Synonyms for handed out
- give away
- give out
- hand over
- deal out
- dish out
Antonyms for handed out
EXAMPLES FROM THE WEB FOR HANDED OUT
There he handed out Ferry's document and went on rummaging for mine.
He handed out the key that had given him entrance to his home.
Say, it was a slick game of talk that Sadie handed out then, for she was playin' for time.
Valuable parcels have to be handed out in the confusion, and handed in.
The day after the graduation, the cards were handed out among the other grades.
At last he came to the little books, and handed out the one I wanted.
All rifles and bayonets were handed out and dropped into a muddy ditch.
When the mail was handed out to her, she looked in astonishment at the amount of it.
Twelve slips of paper were handed out, to be indorsed guilty, "for form."
Later on he handed out a fancy yarn what the neches had done to him.
Old English hond, hand "hand; side; power, control, possession," from Proto-Germanic *khanduz (cf. Old Saxon, Old Frisian, Dutch, German hand, Old Norse hönd, Gothic handus). The original Old English plural handa was superseded in Middle English by handen, later hands.
Meaning "person who does something with his hands" is from 1580s, hence "hired workman" (1630s) and "sailor in a ship's crew" (1660s). Clock and watch sense is from 1570s. Meaning "round of applause" is from 1838. The linear measure of 4 inches (originally 3) is from 1560s, now used only in giving the height of horses. The meaning "playing cards held in one player's hand" is from 1620s; that of "a round at a card game" is from 1620s.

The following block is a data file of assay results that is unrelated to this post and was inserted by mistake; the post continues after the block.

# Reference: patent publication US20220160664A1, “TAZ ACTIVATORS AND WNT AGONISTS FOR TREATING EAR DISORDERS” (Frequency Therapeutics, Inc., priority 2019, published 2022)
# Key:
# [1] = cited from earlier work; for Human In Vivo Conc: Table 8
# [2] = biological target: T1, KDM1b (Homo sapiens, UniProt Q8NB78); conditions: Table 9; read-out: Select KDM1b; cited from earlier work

First hand, second hand, etc. (mid-15c.) are from the notion of something being passed down from hand to hand. Out of hand (1590s) is opposite of in hand "under control" (c.1200). Hand over fist (1825) is suggestive of sailors and fishermen hauling in nets. Hand jive is from 1958. To win something hands down (1855) is from horse racing, from a jockey's gesture of letting the reins go loose in an easy victory.
To hand it to (someone) "acknowledge someone's ability" is slang from c.1906. Phrase on the one hand ... on the other hand is recorded from 1630s, a figurative use of the physical sense of hand in reference to position on one side or the other side of the body (as in the lefthand side), which goes back to Old English Hands up! as a command from a policeman, robber, etc., is from 1873. Hand-to-mouth is from c.1500. Hand-in-hand attested from c.1500 as "with hands clasped;" figurative sense of "concurrently" recorded from 1570s.